As global warming and the consequences of climate change push our planet closer to serious issues, corresponding to rising sea levels, unpredictable weather phenomena, and potential long-term health and issues of safety, many individuals and organizations are scrambling to search out ways to cut back their greenhouse gas emissions. While we will all directly reduce our carbon footprints and help slow the damage we’ve already done, attending to true zero emissions has proven difficult.
Fortunately, other creative avenues may help individuals and organizations reach their net-zero emissions goals while still producing some currently unavoidable greenhouse gas emissions. Two ways you may do that are by purchasing renewable energy certificates (RECs) and carbon offsets.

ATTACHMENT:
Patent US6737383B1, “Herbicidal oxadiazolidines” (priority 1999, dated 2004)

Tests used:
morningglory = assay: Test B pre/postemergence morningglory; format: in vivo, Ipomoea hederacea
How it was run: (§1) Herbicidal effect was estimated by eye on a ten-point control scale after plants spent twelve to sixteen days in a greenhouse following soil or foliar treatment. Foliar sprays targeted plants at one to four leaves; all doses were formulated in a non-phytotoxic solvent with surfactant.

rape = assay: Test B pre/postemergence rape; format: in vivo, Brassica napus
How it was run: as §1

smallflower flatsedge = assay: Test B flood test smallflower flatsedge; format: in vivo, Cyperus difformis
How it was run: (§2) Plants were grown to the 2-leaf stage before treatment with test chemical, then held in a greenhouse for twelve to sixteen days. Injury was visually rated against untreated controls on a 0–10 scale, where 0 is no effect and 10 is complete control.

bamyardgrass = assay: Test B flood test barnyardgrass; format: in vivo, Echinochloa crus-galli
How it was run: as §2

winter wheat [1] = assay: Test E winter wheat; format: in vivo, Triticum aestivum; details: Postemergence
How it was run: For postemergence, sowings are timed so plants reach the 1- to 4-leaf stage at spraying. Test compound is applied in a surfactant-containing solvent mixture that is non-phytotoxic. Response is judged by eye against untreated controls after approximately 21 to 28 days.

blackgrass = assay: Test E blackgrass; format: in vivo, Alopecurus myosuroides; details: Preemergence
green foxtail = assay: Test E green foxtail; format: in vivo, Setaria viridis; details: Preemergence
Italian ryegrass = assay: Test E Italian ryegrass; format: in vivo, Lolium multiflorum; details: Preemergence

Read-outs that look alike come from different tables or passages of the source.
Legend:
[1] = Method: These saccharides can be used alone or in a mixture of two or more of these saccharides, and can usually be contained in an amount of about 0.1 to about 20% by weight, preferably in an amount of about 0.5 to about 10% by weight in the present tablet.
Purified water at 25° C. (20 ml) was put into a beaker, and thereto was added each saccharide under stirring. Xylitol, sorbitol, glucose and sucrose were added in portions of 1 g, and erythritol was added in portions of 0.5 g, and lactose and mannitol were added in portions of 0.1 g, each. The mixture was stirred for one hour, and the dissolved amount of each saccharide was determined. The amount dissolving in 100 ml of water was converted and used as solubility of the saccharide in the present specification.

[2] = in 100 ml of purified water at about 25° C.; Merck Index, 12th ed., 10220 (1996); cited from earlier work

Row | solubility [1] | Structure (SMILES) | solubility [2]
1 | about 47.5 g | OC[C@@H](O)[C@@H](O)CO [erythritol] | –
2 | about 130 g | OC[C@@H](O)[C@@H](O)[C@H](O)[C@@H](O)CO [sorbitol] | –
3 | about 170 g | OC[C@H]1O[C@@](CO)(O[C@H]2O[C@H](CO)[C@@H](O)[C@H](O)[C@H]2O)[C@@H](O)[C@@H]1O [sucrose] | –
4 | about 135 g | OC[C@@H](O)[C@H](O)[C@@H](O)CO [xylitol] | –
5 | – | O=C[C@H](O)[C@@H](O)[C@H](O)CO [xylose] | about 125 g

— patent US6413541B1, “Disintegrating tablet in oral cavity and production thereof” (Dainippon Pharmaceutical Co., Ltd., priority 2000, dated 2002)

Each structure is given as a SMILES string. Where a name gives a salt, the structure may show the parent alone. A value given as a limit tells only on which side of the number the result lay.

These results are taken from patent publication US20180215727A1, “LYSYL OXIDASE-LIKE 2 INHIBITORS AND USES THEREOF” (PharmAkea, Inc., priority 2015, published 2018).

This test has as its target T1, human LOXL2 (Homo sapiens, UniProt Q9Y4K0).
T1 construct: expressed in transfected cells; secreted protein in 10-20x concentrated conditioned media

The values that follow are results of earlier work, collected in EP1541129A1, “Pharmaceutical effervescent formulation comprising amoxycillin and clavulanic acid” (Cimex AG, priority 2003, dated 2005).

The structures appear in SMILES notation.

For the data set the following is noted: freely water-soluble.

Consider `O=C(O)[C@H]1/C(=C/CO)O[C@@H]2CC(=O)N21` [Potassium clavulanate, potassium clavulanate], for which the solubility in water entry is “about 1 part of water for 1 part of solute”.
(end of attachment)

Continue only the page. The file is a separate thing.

While these two purchasable offset methods are similar, they’ve distinct differences that make them two wholly different items. Which is the best option for you? We review RECs vs. carbon offsets below to spotlight their individual uses, advantages, and downsides so you may make an informed decision regarding which is the best choice.
What Is the Purpose of Carbon Offsets?
Carbon offsets, that are also known as carbon offset credits, offset credits, and even carbon reduction credits, allow individuals and organizations to offset their carbon footprint by buying into or investing in projects which are carbon reducing or carbon sequestering (which involves capturing and storing carbon).
For instance, in the event you took a plane ride in an airliner with 150 seats that produced 20 metric tons of carbon dioxide (CO2), your carbon footprint for that flight is 0.133 metric tons of CO2 (20 tons divided by 150 seats equals 0.133). To offset that carbon footprint, you may put money into a project that reduces or absorbs greenhouse gas emissions (GHG emissions) by the identical 0.133 metric tons.
These offset projects vary greatly and may include:
- Renewable energy source installation
- Deforestation prevention
- GHG emission reduction
- Low-energy equipment installation